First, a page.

You do realize that this isn't the kind of ARM that you run Linux on, right? This is a Cortex-M microcontroller, and it's meant to do the kind of stuff that AVR does, only with a 32-bit processor and a single address space that doesn't confuse C compilers. There's plenty of sizes of Cortex-M from 2K-128K RAM and 4K-1M flash, and they run the gamut from low power to hardware floating point. As for cost, you're talking about a buck or two per chip average (the big number-crunching monsters might cost as much as ten bucks), with lots of low-end ones under a dollar.
The main disadvantage for hobbyists is that the one in TFA is the only ARM chip you can get in a DIP package. But these days the Arduino form factor is pretty common in typical ARM boards, and it sure beats trying to rig up the chip like in TFA every time. Such boards usually cost from $10-$25, literally as much or less than a genuine (non-bootleg) Arduino.
This is a Cortex-M0 chip. Cortex-M is intended for low-RAM embedded applications, so you generally won't find an MMU on them. In fact, this chip has only one or two MMU pages worth of RAM total. And they don't even run the classic ARM instruction set, they're Thumb-only, with the M3 and M4 using Thumb-2, and M0/M0+ using a Thumb-2 subset. It's Cortex-A that has an MMU and runs Linux.
But if you want to stay ten years in the past, go ahead.
I gave up that regular Coke years ago for Diet Coke, after a particularly bad tasting case of cans. I actually kind of like the aspartame flavor. Then I gave that up for gold Coke (caffeine-free diet), which is pretty good to have every now and then, without the headaches three days later to punish me for not drinking it for too long.
I still don't get what it is with Coke Zero, though. I had a chance to try some recently, and it tasted pretty bad.
I think Firefox and Chrome, which are mostly on a quarterly release schedule, should have year-dot-quarter version numbers. But I don't have anything against the Gecko version numbering (which is what current FF version numbers correspond to). But no matter what you do, someone will have borked up browser version checking that will break when you change your version numbering to something that seems more sensible.
As for the Windows version naming, the funny part was how they were ready to call it Windows 9 until they realized just how much stuff (including Java, for fuck's sake!) did if (substr(version, 0, 9) == "Windows 9") to lazily check for Windows 95 and Windows 98 in a single comparison.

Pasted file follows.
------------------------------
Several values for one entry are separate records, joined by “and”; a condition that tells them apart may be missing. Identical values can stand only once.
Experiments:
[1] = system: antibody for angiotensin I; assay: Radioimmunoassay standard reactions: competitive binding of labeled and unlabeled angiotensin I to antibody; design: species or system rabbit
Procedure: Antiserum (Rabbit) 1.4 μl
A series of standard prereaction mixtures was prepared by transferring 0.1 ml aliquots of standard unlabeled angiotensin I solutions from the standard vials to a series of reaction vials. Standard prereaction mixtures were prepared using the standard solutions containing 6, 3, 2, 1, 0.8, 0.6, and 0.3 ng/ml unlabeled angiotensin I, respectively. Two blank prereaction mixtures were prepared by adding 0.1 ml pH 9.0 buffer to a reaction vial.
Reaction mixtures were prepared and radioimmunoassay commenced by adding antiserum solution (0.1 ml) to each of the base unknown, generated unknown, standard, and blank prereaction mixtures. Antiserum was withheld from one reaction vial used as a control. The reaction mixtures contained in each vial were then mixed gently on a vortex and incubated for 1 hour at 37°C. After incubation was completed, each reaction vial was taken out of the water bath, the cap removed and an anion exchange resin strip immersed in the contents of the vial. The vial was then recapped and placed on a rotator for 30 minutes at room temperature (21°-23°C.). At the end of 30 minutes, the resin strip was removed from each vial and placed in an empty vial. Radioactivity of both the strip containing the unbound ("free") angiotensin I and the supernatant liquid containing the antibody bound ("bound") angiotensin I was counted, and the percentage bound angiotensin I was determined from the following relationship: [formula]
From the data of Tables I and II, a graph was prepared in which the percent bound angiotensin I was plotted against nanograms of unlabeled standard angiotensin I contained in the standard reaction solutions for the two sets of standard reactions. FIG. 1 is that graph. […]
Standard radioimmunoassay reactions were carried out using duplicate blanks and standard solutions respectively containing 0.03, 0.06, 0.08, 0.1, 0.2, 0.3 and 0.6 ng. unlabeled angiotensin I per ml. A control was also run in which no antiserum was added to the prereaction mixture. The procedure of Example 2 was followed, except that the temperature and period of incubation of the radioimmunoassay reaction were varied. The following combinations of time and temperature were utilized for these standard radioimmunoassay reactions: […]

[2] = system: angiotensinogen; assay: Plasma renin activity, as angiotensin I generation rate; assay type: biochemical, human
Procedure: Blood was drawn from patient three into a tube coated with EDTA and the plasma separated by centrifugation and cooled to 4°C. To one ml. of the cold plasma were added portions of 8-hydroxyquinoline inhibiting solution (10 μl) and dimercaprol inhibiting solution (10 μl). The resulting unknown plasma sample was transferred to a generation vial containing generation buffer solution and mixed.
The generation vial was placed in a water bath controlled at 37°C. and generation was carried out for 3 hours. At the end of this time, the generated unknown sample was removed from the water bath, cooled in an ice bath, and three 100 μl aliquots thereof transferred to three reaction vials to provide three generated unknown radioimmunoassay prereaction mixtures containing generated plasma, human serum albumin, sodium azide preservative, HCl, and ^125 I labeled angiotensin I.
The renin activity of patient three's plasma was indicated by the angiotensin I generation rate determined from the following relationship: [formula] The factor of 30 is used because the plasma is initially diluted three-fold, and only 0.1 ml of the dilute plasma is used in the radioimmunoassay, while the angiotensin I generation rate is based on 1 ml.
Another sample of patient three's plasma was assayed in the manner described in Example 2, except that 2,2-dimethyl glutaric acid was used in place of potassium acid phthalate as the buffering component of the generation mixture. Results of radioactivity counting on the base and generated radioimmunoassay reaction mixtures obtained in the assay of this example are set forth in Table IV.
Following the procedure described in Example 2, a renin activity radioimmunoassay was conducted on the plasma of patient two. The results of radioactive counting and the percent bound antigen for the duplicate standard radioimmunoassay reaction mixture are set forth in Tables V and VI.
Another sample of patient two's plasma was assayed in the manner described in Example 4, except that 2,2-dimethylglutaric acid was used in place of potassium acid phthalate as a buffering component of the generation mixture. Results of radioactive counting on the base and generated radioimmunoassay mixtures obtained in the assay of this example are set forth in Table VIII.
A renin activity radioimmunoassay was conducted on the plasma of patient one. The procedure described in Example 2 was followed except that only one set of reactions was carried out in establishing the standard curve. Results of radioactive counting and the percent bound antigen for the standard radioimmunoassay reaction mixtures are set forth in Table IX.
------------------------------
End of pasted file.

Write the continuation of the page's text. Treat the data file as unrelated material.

a lunar fuel mining operation
And what exactly kind of fuel are you going to be mining on the moon? Please don't say Helium-3 and reveal yourself to be a complete and total retard.
It's like saying you have to build a yacht and detour via the Panama Canal to cross the Mississippi.
You don't have to "slow down" to get to an orbital "gas station". You have to reach orbital speed on the way to escape velocity anyhow, so there is no delta-V penalty. This lets you use multiple launches to put up the stuff you need to get to Mars into LEO and dock with them on the way out. As a bonus, the unmanned launches don't have to limit themselves to 3-gee acceleration. But mostly the point of this is if you don't have a big enough (or efficient enough) rocket to push it all up in one launch.
It's the moon that's the problem, because it's another gravity well that you have to go into and back out of, requiring a double delta-V penalty unless there's something on the moon that you can take up with you to make it worth the energy. The only good reason to use the moon for this purpose is more pork spending. Really, the moon is too boring a place to land humans on again, at least until we've explored it a lot more with unmanned rovers.
The problem was that Excel 1.0 was written using a bytecode virtual machine that for some really stupid reason used 8086-style segment/offset pointers referring to absolute host memory addresses... on a system with 32-bit registers and linear addressing space. It was a really big WTF.
I seem to also recall that either Excel 1.0 for Mac or Word 1.0 for Mac was the first to have the key shortcut Command-W = close window. Millions of people have been accidentally quitting apps when trying to close windows ever since. (Back in the day I preferred Command-K for that function.)
at the same time across the USA
You do realize that the US has two separate primary power grids (east and west), right? Plus most of Texas (which has a lot of wind generation) is on an independent grid.
Never say you know a man until you have divided an inheritance with him.